Military's Peace Offensive Unravels Burmese Alliance
Junta uses divide-and-rule strategy against ethnic rebel groups
MANERPLAW, BURMA — THE Burmese military regime is successfully negotiating separate peace settlements with a string of insurgent groups that have long opposed Rangoon's rule, thereby strengthening the armed forces' ability to dictate the path and pace of political development in this beleaguered country.
Left marginalized by this ``peace offensive'' is the pro-democracy movement that includes the student groups and the opposition party representatives who won elections held in 1990. After the government nullified those elections, these groups fled to the jungle along the Thai-Burmese border, settling in the headquarters of the ethnic Karen people, where they formed a broad front with the Karen and other ethnic rebel armies. This alliance is known as the Democratic Alliance of Burma (DAB).
Over the last few years, the military State Law and Order Restoration Council (SLORC) has reached cease-fire agreements with several of the original ethnic rebel DAB members - many of whom have been fighting Rangoon for decades in an effort to win greater autonomy.
The most important accord came this past October, when the Kachin - with 6,000 fighters, the largest fighting force - reached an accord with SLORC.
That has left only the rebel armies of the Mon, the Karenni, and the Karen as the real muscle of the DAB.
Of these, the Karen are the most significant with about 4,000 troops. The Karen have been at war the longest - since March 1948, just two months after Burma gained independence from Britain - and are considered SLORC's most intractable adversaries.
SLORC insists on separate talks with each ethnic army and has formally rejected collective talks with the DAB, or with the Karen National Union (KNU) as a representative of the DAB.
But the Karen leadership, pressured by the Thais to talk with the SLORC, insists it will not abandon its allies. ``Even if the KNU is forced to negotiate separately, it will be for all the people [opposed to SLORC's rule],'' says Karen leader Gen. Bo Mya.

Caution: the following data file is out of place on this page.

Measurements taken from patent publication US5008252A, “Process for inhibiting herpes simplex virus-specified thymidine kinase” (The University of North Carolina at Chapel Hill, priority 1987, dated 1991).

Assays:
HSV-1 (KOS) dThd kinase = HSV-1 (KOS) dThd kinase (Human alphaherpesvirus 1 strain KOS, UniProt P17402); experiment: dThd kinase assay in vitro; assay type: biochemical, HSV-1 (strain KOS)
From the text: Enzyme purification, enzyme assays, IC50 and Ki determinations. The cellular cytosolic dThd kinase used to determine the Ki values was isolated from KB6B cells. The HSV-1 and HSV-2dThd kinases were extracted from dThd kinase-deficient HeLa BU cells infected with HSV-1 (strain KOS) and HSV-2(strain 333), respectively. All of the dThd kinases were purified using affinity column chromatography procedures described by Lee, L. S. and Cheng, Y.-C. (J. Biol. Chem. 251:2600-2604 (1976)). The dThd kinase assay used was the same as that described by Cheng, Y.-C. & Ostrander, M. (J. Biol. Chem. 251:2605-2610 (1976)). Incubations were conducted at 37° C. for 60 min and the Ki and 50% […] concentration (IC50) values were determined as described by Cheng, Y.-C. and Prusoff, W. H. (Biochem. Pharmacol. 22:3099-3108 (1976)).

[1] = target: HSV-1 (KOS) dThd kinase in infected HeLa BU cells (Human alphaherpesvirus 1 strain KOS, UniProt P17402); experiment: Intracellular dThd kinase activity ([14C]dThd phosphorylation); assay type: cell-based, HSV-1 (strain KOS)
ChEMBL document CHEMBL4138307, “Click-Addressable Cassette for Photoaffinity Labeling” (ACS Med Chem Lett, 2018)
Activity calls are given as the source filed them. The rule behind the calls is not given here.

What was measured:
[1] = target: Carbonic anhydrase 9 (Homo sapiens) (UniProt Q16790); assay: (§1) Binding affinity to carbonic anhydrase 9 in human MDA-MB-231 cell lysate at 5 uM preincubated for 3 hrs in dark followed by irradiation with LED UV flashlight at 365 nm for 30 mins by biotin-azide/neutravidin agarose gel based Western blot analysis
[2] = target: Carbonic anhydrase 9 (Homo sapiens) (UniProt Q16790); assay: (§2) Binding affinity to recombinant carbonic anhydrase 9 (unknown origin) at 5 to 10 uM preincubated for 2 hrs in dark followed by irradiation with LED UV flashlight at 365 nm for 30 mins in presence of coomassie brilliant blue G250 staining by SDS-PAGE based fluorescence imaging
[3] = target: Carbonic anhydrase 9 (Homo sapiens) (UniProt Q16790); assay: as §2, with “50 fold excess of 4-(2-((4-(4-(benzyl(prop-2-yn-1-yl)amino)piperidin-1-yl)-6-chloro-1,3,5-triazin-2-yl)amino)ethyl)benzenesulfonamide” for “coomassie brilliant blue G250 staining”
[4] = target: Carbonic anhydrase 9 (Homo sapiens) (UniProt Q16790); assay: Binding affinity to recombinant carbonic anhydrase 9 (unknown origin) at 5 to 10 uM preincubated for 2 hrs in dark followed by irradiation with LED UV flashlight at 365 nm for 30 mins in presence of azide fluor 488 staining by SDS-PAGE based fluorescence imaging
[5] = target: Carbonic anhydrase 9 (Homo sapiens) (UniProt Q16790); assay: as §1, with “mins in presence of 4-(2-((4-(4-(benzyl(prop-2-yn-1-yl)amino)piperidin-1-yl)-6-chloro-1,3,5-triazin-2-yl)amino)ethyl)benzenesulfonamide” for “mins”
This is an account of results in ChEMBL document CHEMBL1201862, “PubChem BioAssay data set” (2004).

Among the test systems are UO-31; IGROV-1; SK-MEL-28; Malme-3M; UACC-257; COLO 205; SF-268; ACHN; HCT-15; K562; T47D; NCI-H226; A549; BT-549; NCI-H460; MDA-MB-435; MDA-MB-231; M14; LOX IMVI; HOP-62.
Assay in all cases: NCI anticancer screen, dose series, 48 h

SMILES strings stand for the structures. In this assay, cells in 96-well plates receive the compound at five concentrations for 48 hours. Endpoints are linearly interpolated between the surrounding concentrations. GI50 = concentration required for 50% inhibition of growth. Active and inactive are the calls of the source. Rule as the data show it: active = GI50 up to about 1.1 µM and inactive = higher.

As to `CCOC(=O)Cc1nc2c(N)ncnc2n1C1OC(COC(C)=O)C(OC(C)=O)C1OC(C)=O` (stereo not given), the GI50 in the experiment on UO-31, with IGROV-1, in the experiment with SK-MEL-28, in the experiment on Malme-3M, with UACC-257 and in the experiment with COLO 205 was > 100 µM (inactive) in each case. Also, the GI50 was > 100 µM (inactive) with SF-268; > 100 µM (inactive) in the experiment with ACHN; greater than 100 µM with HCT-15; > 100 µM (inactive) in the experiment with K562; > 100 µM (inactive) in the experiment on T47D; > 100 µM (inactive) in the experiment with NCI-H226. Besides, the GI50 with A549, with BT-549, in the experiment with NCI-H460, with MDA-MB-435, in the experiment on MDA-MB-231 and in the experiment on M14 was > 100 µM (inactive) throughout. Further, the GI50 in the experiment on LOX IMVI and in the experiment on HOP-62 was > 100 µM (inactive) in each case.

The DAB is currently convened in Manerplaw so that the KNU can explain their negotiating position to the rest of the Alliance.
At the same time, Karen representatives are having preliminary discussions with the SLORC, but the two sides are talking at cross-purposes. ``We are going to settle the nationalities issue first...,'' says Col. Thein Swe, the Burmese military attache in Bangkok. ``After that the democratic process will follow.''
But, counters Em Marta, a spokesman for the KNU, ``There will be no peace in Burma without solving the democracy problem at the same time as the issue of the ethnic nationalities.''
``The problem [with the cease-fires] in the long run ... is that they are not solving any political issues,'' says Bertil Lintner, a Burma expert.
Under the terms of other cease-fire agreements, the ethnic armies have not been required to turn in their weapons as this would have been considered a ``deal breaker.'' But, with the absence of SLORC as the unifying enemy, the agreements have led to the rapid disintegration of the rebel movements.
The SLORC hopes to draw the weakened ethnic rebels into their carefully controlled political process - the National Convention is set to reopen in Rangoon Jan. 17 - that is drafting guidelines for a new constitution. Many Karen feel that they are in a corner, with dangers awaiting them if they either refrain or talk with the SLORC. ``If we don't support ... Rangoon, we understand that they will start an [military] offensive,'' General Mya explains. Local military analysts say there is concern about how well the Karen could withstand another major offensive from the recently strengthened Burmese Army.
Additional pressure is widely believed to come from Thailand, which has a policy of ``constructive engagement'' with Burma.
Many see Bangkok drawing closer to Rangoon because of the vast reservoir of natural resources Burma still has, but that Thailand overexploited.
Thailand is also the essential lifeline for the Karen.
``Since the beginning of 1993, we have come under increasing pressure from some Thai sources,'' reads a Dec. 3 letter, signed by Karen leader Mya and his Karenni and Mon counterparts, sent to the Thai palace.
Thai officials say they are doing what they can to facilitate peace in Burma but vehemently deny they are pressuring the Karen.
``They [Karen] will try to avoid it [a settlement] as long as they can - they have seen what has happened to all the other groups,'' predicts Mr. Lintner.
``Thailand is the key,'' says Dr. Marta. ``If they see us as being too stubborn and blocking an agreement, then I would say we are in real danger.''